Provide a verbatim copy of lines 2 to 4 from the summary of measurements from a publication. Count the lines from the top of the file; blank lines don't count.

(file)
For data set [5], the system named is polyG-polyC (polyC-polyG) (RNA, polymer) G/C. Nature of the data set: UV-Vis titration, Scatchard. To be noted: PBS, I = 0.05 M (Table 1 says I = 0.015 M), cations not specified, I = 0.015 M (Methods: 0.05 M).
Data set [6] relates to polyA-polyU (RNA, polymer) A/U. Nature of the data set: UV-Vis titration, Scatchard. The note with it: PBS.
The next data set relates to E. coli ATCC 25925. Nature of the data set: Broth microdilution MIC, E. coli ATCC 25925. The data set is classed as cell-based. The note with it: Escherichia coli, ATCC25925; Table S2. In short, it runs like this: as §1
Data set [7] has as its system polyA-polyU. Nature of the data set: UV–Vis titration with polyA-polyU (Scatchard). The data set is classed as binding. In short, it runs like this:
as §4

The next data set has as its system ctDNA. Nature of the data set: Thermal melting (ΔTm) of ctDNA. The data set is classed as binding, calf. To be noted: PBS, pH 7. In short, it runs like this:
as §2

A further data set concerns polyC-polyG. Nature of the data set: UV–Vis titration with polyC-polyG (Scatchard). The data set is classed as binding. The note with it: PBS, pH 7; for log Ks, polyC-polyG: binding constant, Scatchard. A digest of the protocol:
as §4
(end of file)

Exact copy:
Data set [6] relates to polyA-polyU (RNA, polymer) A/U. Nature of the data set: UV-Vis titration, Scatchard. The note with it: PBS.
The next data set relates to E. coli ATCC 25925. Nature of the data set: Broth microdilution MIC, E. coli ATCC 25925. The data set is classed as cell-based. The note with it: Escherichia coli, ATCC25925; Table S2. In short, it runs like this: as §1
Data set [7] has as its system polyA-polyU. Nature of the data set: UV–Vis titration with polyA-polyU (Scatchard). The data set is classed as binding. In short, it runs like this: